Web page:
Combustible Celluloid
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With: Skylar Witte, Brock Harris, Peter Sherayko, Cam Gigandet, Bruce Dern, Michael Welch, Jay Pickett, David DeLuise, Caia Coley, Brock Burnett, Keikilani Grune
Written by: Lee Martin
Directed by: Michael Feifer
MPAA Rating: PG-13 for violence and bloody images
Running Time: 86
Date: 12/03/2021

Last Shoot Out (2021)

2 Stars (out of 4)

Slow Frown Showdown

By Jeffrey M. Anderson

This low-budget Western looks great, with its minimal use of the lonely station, a stagecoach, and a horse-and-wagon, but it's also a bit too talky and low-key, with minimal action and little spark.

New bride Jocelyn (Skylar Witte) overhears her new in-laws talking about how they murdered her father. She jumps on a horse and escapes into the wild. Later, two travelers, gunslinger Billy Tyson (Brock Harris) and old-timer Red (Peter Sherayko), meet up and decide to ride together. It's not long before they discover Jocelyn, who was thrown by her horse and left without food or water.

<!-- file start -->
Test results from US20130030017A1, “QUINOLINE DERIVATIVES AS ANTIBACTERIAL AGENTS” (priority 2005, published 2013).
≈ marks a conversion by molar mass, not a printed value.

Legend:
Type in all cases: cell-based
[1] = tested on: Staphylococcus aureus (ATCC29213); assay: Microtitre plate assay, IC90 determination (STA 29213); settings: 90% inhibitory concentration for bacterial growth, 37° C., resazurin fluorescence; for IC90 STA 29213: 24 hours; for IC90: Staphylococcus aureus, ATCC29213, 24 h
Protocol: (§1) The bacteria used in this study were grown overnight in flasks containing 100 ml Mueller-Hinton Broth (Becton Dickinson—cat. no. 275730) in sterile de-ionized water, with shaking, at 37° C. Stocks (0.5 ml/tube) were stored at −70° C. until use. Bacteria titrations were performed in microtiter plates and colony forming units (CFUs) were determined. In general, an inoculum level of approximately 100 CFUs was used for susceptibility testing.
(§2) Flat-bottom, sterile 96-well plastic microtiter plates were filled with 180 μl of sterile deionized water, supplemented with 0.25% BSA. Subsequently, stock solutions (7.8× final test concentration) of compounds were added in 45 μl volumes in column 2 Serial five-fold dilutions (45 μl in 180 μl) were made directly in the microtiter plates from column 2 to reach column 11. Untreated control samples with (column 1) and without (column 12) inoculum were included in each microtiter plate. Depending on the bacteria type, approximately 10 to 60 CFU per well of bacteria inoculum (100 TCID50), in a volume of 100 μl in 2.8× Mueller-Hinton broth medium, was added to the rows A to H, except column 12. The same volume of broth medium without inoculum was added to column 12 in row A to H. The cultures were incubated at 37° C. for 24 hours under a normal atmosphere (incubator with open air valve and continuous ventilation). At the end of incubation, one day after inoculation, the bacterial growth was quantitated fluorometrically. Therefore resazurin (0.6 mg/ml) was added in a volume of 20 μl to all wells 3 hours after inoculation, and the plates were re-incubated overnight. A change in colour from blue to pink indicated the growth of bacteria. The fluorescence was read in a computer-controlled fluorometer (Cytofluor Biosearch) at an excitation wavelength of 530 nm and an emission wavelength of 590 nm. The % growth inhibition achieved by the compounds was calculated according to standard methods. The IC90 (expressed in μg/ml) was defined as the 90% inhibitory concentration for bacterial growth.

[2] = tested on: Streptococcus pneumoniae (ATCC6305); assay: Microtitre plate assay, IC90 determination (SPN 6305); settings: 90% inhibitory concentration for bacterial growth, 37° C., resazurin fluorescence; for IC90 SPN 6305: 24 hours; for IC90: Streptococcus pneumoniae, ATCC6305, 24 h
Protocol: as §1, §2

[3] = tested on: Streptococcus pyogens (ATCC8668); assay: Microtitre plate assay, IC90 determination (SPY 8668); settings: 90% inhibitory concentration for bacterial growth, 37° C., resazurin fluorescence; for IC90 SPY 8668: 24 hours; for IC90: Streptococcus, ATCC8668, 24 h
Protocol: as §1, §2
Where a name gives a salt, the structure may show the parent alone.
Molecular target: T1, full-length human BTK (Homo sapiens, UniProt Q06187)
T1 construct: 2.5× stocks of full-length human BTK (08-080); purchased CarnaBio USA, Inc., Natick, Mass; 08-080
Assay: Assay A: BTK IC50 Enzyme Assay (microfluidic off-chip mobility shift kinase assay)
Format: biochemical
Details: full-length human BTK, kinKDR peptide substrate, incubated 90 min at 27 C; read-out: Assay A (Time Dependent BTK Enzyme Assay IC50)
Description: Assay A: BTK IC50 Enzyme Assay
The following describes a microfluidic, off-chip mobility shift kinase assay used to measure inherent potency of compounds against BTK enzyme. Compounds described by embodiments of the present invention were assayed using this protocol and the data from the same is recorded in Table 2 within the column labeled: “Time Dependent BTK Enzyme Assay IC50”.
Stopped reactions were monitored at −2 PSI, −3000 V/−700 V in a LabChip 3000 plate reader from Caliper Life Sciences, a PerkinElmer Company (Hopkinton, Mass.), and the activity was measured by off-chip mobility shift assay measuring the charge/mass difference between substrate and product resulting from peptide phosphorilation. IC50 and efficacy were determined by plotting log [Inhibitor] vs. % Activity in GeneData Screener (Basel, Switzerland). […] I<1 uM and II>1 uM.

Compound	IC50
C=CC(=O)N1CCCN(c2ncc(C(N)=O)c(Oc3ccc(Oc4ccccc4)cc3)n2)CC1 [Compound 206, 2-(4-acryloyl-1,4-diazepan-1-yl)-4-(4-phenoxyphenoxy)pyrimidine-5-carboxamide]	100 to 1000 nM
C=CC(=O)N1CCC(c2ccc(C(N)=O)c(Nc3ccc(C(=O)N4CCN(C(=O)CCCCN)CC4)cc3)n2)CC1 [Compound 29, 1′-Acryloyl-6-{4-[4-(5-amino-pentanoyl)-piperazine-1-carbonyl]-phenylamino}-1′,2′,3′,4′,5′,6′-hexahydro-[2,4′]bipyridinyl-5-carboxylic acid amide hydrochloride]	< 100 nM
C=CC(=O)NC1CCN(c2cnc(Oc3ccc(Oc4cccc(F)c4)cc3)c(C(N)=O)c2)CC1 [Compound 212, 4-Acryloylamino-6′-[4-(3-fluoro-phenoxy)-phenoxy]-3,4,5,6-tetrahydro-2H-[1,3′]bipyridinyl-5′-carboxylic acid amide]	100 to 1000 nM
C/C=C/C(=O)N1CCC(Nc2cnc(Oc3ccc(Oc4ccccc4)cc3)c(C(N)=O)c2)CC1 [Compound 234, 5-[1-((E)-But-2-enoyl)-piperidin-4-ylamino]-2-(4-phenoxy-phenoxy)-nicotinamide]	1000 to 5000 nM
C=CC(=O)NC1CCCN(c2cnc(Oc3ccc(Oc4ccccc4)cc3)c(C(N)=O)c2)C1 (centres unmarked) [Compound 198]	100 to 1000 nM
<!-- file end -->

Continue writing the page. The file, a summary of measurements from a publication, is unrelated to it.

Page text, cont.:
The men decide to help her, just as brother-in-law Sid (Cam Gigandet) finds her and begins forcibly trying to drag her back. Billy and Red defend her, and leave Sid alive. The trio heads to Rhyker's Station, and prepare for the inevitable showdown as Jocelyn's husband Jody (Michael Welch) and her scheming father-in-law (Bruce Dern) plan their attack.

Directed by the prolific Michael Feifer, Last Shoot Out treads very familiar ground, with its mismatched collection of characters (Stagecoach, The Tall T) to its single location (Man of the West, Old Henry), but it still feels listless, as if shrugging, and acknowledging that it failed to come up with anything new. For the first two-thirds, everything is covered by dialogue — frequently repeated — adding to its passive quality.

Feifer seems to have an appreciation for the sights and sounds of the Western genre, and his camera revels in rich details. The well-worn grooves of some of the character types tend to work, including the easy repartee between Billy and Red, a character named Twigs (Jay Pickett) adds an interesting wrinkle; he works for the villains, but has a past with Billy.

But top-billed Bruce Dern is barely in the movie (he's an advertising device), and a romantic subplot between Jocelyn and Billy is senselessly, forcefully shoehorned in. When the action finally kicks in, it's too little, too late, and Last Shoot Out leaves off with a whimper rather than a bang.

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